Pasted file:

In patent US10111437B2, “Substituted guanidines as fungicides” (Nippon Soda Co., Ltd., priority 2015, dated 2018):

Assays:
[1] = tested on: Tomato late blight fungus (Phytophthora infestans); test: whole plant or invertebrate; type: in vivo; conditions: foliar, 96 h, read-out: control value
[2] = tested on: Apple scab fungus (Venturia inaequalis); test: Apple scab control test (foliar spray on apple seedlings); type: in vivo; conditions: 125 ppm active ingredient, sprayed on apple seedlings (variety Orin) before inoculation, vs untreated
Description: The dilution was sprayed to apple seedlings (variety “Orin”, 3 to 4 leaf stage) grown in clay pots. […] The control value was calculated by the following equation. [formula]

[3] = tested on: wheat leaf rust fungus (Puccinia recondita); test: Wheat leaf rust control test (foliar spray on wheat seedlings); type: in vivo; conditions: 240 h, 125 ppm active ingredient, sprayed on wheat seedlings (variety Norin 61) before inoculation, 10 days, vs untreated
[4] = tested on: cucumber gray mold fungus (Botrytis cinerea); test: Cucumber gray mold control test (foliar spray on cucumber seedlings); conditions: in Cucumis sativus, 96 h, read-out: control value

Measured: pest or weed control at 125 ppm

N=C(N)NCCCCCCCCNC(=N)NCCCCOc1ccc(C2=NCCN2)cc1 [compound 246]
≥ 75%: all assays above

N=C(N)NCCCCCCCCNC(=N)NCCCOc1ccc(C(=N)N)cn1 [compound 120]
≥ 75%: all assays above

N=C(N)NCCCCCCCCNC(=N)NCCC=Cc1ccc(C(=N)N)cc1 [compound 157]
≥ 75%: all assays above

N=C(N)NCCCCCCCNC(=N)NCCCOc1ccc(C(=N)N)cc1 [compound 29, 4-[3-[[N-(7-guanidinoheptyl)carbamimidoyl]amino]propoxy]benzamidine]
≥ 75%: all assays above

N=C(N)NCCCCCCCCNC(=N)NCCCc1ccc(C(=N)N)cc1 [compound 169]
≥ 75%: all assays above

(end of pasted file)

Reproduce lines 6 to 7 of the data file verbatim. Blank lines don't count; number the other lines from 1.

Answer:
[3] = tested on: wheat leaf rust fungus (Puccinia recondita); test: Wheat leaf rust control test (foliar spray on wheat seedlings); type: in vivo; conditions: 240 h, 125 ppm active ingredient, sprayed on wheat seedlings (variety Norin 61) before inoculation, 10 days, vs untreated
[4] = tested on: cucumber gray mold fungus (Botrytis cinerea); test: Cucumber gray mold control test (foliar spray on cucumber seedlings); conditions: in Cucumis sativus, 96 h, read-out: control value